Donate Blood This Holiday Season,
Bring Home Tyler the Holiday Bear
December 16-20, 2012
Volunteer donors who give the gift of life this holiday season from Sunday, December 16th through Thursday, December 20th at a Community Blood Services’ donor center in New Jersey or at the Florida, New York blood drive can bring home Tyler the Holiday Bear.
Adorable Tyler, a super-soft stuffed bear with a checkered ribbon around his neck, is being offered by Community Blood Services as a thank you to donors willing to take time out of their busy holiday schedules to donate and help save the lives of patients at their community hospitals.
In New Jersey, donors can donate at the Paramus donor center, 970 Linwood Avenue West, on Sunday, Tuesday or Wednesday or at the Lincoln Park center, 63 Beaverbrook Road, Suite 304 on Monday or Wednesday. Or they can donate in New York at the Florida Fire Department blood drive on Thursday, December 20. Community Blood Services is closed on Christmas Day.
You can (click here) for hours of operation or (click here) to schedule your donation online. Or you can call 866-228-1500 for hours or to schedule an appointment. Walk-ins are also welcome but an appointment is needed to donate platelets
“Donating blood, platelets or plasma during the holiday season is a wonderful gift for donors to give during this season of giving,” said Patrice Foresman, director of donor recruitment. “In return, donors can give Tyler as a gift to a loved one.”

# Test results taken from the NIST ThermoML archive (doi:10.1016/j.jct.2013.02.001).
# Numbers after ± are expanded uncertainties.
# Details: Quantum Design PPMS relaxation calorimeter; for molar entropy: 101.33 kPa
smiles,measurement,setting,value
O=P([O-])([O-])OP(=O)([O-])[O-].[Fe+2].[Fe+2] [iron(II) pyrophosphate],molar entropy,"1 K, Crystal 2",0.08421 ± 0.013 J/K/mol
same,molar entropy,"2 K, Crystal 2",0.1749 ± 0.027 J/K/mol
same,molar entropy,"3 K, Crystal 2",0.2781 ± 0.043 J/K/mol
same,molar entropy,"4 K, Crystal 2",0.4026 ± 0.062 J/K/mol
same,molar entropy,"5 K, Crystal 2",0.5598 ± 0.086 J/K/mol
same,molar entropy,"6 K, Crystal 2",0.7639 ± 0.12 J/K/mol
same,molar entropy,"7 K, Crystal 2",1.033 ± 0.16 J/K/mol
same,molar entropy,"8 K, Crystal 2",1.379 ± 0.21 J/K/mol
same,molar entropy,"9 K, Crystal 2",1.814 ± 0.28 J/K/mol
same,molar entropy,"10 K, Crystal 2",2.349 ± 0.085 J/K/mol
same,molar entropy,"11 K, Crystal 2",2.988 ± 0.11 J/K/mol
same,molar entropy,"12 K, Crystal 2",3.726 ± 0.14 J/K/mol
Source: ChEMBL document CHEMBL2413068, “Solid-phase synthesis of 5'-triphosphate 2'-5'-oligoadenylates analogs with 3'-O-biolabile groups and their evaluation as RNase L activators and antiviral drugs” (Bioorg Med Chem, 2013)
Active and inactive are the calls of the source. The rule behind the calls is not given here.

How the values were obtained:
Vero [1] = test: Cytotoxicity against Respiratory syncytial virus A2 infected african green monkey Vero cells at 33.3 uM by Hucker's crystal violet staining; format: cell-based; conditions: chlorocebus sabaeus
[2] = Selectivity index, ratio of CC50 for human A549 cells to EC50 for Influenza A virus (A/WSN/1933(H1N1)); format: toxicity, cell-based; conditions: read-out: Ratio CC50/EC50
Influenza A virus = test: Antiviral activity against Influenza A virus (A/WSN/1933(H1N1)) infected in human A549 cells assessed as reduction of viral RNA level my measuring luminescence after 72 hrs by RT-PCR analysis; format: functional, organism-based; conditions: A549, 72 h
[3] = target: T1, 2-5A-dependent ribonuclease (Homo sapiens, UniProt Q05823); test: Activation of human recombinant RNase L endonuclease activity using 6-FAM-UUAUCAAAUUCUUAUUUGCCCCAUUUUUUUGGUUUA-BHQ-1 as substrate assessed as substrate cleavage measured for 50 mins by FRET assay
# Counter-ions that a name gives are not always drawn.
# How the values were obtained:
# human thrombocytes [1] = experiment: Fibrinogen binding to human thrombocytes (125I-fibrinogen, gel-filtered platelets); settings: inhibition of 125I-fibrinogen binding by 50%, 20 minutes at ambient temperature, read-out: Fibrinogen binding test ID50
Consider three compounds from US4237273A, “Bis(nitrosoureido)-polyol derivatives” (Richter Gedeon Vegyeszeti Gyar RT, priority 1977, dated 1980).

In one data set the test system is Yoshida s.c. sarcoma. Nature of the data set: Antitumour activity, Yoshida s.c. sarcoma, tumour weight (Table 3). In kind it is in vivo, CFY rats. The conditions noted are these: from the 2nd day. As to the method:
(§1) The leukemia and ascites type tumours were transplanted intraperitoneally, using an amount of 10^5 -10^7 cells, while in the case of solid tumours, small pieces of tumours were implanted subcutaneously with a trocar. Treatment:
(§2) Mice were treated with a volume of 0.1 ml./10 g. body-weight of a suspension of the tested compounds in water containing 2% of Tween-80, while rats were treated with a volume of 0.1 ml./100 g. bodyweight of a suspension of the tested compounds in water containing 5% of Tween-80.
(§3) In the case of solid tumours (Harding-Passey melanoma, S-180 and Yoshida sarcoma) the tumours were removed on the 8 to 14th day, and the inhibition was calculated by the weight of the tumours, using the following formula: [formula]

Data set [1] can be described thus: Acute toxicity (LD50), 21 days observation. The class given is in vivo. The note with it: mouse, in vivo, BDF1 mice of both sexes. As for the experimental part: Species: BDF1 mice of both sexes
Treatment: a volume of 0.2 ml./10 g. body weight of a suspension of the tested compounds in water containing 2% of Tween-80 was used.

Foresman noted the blood supply dips every holiday season because donors are busy traveling, holiday shopping and attending holiday events. Wintry weather and donors suffering from colds or flu also can diminish the blood supply.
Type O negative and B negative donors, as well as male plasma donors with AB or O blood, are especially needed every day in order to meet the needs of patients at area hospitals, Foresman explained. She said Type O negative blood must constantly be replenished because, as the universal blood type which can be used for any donor in need, it is in most in demand by hospitals. Foresman said B negative blood also must constantly be replenished because only 2 percent of the population has this blood type.
In addition, male donors with AB positive type blood are universal donors of plasma, the liquid portion of blood. AB positive plasma is often used in emergencies, for newborns, and for patients requiring massive transfusions. Type O male plasma donors are also needed, and platelets are needed to treat patients diagnosed with cancer or other blood disorders.
Community Blood Services, a not-for-profit organization, provides blood and blood products to more than 15 hospitals in New Jersey and New York.
Whole blood donors must be 17-75 years old (16 years old with parental consent) and weigh at least 110 pounds. When they donate, donors will receive complimentary health screenings, including cholesterol, glucose, and hemoglobin.